Brief Prep for NaNoWriMo

Every year I attempt to do National Novel Writing Month (NaNoWriMo for short, and NaNo for shorter). And every year, besides last year and I’ll get to that soon, I’ve failed almost immediately. I set up my novel, plan my every move, and somehow the words never make it to the page (or word document, but you know what I mean). Sure, I’ll give it my all for the first week, reaching and occasionally surpassing the suggested word count, but it never lasts beyond two weeks.

Last year I was forced to do a mini NaNo for a class. We had to write 15,000 words in a month and I attempted to begin and end my novel in that time. I succeeded and the sense of accomplishment when I was done and turned it in was so overwhelmingly wonderful, I’m going to try again. And this time succeed at doing the full novel. That’s right, 50,000 words in a month complete with exposition, climax, resolution, plot, setting, and even characters… you’d be surprised at how absolutely necessary each of those are, and yet some in my class would neglect them.

I have a list of ideas that I add and subtract from in a variety of places. I keep a little notebook on my at all times to jot in but I also have a master list of ideas on my Google Drive (I will make another post sometime about the benefits of using Google Drive if you’d like. Long story short, it’s helped me A LOT). I suggest this method to those who are very forgetful (like me), and are prone to losing their idea notebooks (also like me). As it’s a good idea to keep a backup of your novel, keep a backup of your ideas.

I always find in the month of September that the hardest part of prep work is settling on an idea. I, and I’m not kidding, have a document of bullet pointed ideas that’s around five pages long. That’s a lot of ideas. I do have ones I feel more passionately about in bold, but still narrowing those ideas is so hard. I have quite a few outlines for ideas and sometimes that helps me decide, but mostly hinders the process.

This year, I am going to be attempting to write the full novel and journal my progress in an attempt to force myself to finish. Look forward to my future posts in which I will undoubtedly be struggling with writing.

Stay creative my friends,

Dana

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How I Knew I Wanted to be an Author

Or; how did I end up the way I am

High school was not a horrible experience for me. Coming from a private Catholic grade/middle school, I was thrilled to be in a place where no one knew my name. I made friends fairly quickly and found myself included in a group of girls I met in my German class. (I promise I’ll get to writing soon)

They all passed around notebooks at the start of class and would read and jot notes in them during class. After being inducted into their friendship, I learned they were stories. In a fashion similar to fanfiction.net, they would write a chapter or so, pass the notebooks and get feedback. I wanted in.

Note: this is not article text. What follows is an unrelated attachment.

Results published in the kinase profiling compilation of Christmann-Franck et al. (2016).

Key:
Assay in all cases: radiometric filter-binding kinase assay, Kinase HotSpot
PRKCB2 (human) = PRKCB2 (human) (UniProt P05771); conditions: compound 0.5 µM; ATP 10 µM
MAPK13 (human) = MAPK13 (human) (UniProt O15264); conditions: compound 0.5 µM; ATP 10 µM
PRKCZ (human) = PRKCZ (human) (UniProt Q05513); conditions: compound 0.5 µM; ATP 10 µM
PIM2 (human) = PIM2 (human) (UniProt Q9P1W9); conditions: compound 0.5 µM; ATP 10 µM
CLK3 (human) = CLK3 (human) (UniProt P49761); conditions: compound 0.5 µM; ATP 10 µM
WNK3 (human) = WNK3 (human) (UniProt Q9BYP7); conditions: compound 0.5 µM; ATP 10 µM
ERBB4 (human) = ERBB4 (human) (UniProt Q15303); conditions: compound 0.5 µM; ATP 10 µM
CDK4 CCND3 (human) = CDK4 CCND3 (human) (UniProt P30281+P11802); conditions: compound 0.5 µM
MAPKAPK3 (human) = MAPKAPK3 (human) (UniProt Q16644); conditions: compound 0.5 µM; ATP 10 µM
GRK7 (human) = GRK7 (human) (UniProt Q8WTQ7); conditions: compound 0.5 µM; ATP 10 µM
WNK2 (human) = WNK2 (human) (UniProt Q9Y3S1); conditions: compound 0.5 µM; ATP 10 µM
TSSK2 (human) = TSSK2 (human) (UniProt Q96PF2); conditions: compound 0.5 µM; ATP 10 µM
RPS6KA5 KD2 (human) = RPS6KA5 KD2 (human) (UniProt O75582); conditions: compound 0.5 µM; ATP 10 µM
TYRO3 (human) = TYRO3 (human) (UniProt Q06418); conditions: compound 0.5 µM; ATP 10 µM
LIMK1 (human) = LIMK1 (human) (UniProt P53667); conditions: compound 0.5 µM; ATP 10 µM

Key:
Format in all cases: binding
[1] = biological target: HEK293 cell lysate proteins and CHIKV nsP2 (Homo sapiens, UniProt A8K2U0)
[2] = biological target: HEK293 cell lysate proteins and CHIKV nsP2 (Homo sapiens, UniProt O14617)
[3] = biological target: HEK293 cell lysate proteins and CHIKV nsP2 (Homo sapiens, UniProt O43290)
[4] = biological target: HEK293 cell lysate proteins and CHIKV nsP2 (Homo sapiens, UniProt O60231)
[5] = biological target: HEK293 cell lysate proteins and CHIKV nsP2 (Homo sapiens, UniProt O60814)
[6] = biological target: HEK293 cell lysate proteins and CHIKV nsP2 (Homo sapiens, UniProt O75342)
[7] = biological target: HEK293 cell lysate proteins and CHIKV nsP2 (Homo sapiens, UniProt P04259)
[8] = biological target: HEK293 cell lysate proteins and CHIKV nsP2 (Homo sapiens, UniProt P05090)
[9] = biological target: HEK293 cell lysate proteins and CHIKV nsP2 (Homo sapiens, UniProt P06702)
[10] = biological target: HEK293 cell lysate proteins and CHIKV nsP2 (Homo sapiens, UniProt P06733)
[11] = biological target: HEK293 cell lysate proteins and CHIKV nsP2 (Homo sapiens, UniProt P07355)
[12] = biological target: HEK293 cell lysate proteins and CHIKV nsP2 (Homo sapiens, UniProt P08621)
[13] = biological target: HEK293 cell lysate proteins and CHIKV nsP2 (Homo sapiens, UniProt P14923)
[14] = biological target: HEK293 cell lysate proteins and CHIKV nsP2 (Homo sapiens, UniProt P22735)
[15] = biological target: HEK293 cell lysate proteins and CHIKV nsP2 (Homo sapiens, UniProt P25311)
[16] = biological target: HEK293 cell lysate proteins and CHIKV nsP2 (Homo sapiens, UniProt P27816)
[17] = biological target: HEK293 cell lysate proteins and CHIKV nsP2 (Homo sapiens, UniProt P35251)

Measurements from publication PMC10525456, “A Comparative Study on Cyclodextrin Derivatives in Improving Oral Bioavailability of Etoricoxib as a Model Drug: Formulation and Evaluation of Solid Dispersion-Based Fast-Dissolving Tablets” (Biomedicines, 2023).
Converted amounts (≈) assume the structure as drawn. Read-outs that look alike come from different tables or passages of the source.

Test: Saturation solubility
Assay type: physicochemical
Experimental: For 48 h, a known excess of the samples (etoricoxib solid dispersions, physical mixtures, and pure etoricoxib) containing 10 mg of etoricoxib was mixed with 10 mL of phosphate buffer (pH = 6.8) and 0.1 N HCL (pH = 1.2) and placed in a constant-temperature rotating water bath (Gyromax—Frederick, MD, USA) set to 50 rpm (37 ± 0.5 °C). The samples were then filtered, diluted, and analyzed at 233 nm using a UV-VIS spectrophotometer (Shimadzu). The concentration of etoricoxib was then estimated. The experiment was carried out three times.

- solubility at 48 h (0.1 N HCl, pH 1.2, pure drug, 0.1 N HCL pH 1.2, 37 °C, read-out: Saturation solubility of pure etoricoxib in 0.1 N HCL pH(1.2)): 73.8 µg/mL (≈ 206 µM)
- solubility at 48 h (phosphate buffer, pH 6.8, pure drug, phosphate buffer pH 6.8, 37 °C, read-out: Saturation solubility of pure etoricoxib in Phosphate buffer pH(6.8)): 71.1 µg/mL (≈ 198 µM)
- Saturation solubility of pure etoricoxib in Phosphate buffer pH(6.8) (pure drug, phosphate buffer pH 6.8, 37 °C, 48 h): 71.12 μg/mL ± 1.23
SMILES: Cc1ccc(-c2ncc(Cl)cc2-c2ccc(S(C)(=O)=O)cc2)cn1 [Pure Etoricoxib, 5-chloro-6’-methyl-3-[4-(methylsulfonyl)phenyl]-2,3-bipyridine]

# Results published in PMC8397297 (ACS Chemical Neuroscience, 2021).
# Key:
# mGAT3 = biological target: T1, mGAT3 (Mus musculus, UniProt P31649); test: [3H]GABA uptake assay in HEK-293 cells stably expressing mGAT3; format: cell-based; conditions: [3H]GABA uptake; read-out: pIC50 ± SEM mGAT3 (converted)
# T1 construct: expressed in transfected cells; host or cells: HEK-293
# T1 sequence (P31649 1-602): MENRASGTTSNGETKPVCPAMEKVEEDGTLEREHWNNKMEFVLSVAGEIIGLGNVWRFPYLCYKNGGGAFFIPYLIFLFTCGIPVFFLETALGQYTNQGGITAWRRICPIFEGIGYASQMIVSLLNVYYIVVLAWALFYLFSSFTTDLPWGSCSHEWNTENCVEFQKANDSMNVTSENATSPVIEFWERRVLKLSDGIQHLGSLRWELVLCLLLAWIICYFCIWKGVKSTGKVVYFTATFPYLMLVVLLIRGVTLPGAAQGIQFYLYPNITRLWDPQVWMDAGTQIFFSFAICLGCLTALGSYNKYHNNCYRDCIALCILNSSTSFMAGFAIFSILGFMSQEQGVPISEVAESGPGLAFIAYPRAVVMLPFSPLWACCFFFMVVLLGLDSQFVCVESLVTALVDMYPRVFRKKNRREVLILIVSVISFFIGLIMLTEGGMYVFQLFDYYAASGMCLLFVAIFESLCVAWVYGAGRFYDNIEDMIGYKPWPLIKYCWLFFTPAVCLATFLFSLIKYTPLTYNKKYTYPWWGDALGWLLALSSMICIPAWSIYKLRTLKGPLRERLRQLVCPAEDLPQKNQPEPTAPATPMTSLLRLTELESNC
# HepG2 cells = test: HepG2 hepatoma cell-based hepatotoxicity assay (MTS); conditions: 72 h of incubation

Right at that time, Twilight was getting buzz about the movie adaption. So I devoured the book and used the plot as basic inspiration. It’s the first “novel” I ever finished (and up until very recently, the only novel I ever finished). My friends showered me with praises I am certainly not worthy of, and it was thanks to them that I haven’t stopped reading and writing since then.

I started looking at colleges with journalism degrees. All I wanted to do with my time was write. As I delved into the field, I ended up hating it. Journalism is no longer based around facts, and I simply wasn’t interested in what I needed to do in order to get that degree. Eventually, I discovered the Creative Writing degree and fell in love. I threw all caution to the wind and earned that degree taking two years of straight English classes. I loved every second of it.

Now, after earning my degree and finding myself needing a job, I turned back to libraries. My first job was at a library, and I loved it. I applied a million places, all while ignoring my writing because I told myself I needed a ‘big girl job’. But there’s no reason that writing can’t be a big girl job. The most important trait needed to be an author is perseverance.

So I will persist. I will go the distance. And I want this to be my diary of success.

Stay creative my friends, and remain inspired forever,

Dana

Recommendation List

If you need a book to read, look no further. Here’s a quick list of my favorite books of all time, in no particular order of course. This list will change as I remember more and possibly cut some that are bumped out.

  • ‘All the Bright Places’ – Jennifer Niven (YA)
  • ‘Charlie Bone’ Series – Jenny Nimmo (J Fiction, fantasy)
  • ‘The Thief Lord’ – Cornelia Funke (J/YA, realistic fantasy)
  • ‘The Graveyard Book’ – Neil Gaiman (J/YA, fantasy)
  • ‘I Am the Messenger’ – Markus Zusak (Adult)
  • ‘Everything, Everything’ – Nicola Yoon (YA)
  • ‘The Goddess Test’ – Aimee Carter (YA, fantasy)
  • ‘The Hollow Kingdom’ – Claire Dunkle (J/YA, fantasy)
  • ‘Lockwood and Co’ series – Jonathan Stroud (J/YA, mystery, supernatural)
  • And more to come…

And enjoy this stock sunset photo. I know I do.

Stay creative my friends,

Dana

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